Fannie Mae Investor Reporting: Changes Coming Feb. 1


BLOG VIEW: As we move into the new year, the mortgage industry continues to experience a time of great change and transformation, as new rules and regulations are being updated and introduced on a more frequent basis. Although the upcoming Home Mortgage Disclosure Act reforms have received the most attention from lenders, 2017 will also bring about significant new changes for Fannie Mae investor reporting.

Effective Feb. 1, Fannie Mae will implement new investor reporting requirements as a result of the Federal Housing Finance Agency using its regulatory authority to enact policy changes. The policy changes will affect all Fannie Mae loans and servicers, in addition to eliminating the single-family mortgage-backed security (MBS) “call-in” requirements. Although today’s mortgage industry is no stranger to changes when it comes to its day-to-day processes, what benefits does Fannie Mae anticipate to put servicers at ease as they prepare for the latest updates?

According to Fannie Mae, by eliminating the MBS call-in requirements, the industry is taking a step in the right direction toward greater efficiency and industry best practices that will positively impact time and effort for servicers. A couple of the key benefits include the following:

  • Servicers will no longer need to calculate, send and reconcile pool balance data, as Fannie Mae can now rely on existing loan-level data from servicers to drive security balance processing; and
  • The current process will be eliminated and, in turn, replaced with a timelier, more consistent workflow, in line with the rest of the industry.

How will this impact servicers?

For many servicers, the upcoming Fannie Mae changes and the benefits that accompany them sound great; however, in order to reap these benefits, the industry itself must embrace the changes. So, what should servicers expect to see moving forward?

Traditionally, servicers have reported to Fannie Mae each month. As the changes take place, one of the main areas servicers will feel an impact will be in the frequency with which they are now required to report to Fannie Mae. In the long run, the overarching goal is to decrease the number of reconciling issues with these latest changes. Today, many discrepancies are not identified until after the reporting cycle has ended, which can cause a significant headache. As part of the new requirements, loan activity reporting will be due on the 22nd of each month, which should result in servicers being able to better identify discrepancies earlier in the reporting cycle.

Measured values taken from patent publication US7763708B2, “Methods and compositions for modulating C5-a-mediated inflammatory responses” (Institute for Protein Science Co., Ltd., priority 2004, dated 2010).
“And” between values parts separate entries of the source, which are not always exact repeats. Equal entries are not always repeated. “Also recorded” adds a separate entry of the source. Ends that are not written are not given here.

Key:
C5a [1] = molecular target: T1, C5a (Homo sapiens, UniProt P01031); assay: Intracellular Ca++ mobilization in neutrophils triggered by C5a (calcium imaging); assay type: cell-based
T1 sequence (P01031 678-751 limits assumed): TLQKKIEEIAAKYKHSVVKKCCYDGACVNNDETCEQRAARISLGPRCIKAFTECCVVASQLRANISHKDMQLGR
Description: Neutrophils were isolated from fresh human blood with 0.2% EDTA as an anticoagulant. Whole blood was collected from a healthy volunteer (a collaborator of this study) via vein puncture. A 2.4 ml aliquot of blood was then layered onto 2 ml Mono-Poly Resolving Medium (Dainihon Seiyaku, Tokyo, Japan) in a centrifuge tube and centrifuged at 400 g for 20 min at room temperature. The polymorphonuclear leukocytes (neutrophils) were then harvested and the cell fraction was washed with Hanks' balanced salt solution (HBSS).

In addition, servicers will also be required to report detailed loan activity for all remittance types on a more frequent basis than before. Currently, servicers report to Fannie Mae on a monthly basis; however, with the new changes coming in February, the frequency will change to daily or periodic reporting processes. One point worth noting is that Fannie Mae – not the servicer – will take on the burden of reconciling the security balances.

Preparing for the changes

As with any and all industry updates, adequate preparation is needed in order to effectively update systems and processes for the new requirements. For more than a year, Fannie Mae has provided servicers and vendors alike with the tools and information necessary to prepare for the changes coming in 2017. Through a series of hosted webinars, documentation and regularly scheduled meetings, Fannie Mae has given the industry ample time to understand and prepare for the impending regulations. Servicers should have registered with Fannie Mae at this point, tested their servicing systems and identified procedural changes to day-to-day operations affected by the new requirements.

Feb. 1 is rapidly approaching. The time to make final preparations for the Fannie Mae changes is now. Servicers should be performing a final review of their current workflows and processes to identify any last-minute updates that may still need to be made internally to effectively meet the new requirements. For more information, visit

Susan Graham is president and chief operating officer of Financial Industry Computer Systems Inc., a mortgage technology specialist that provides cost-effective, in-house mortgage loan origination; residential mortgage servicing; and commercial mortgage servicing technology to mortgage lenders, midsize banks and credit unions. As president and chief operating officer, she is responsible for the overall management of the company’s day-to-day operations, strategic planning, customer relations and product development.

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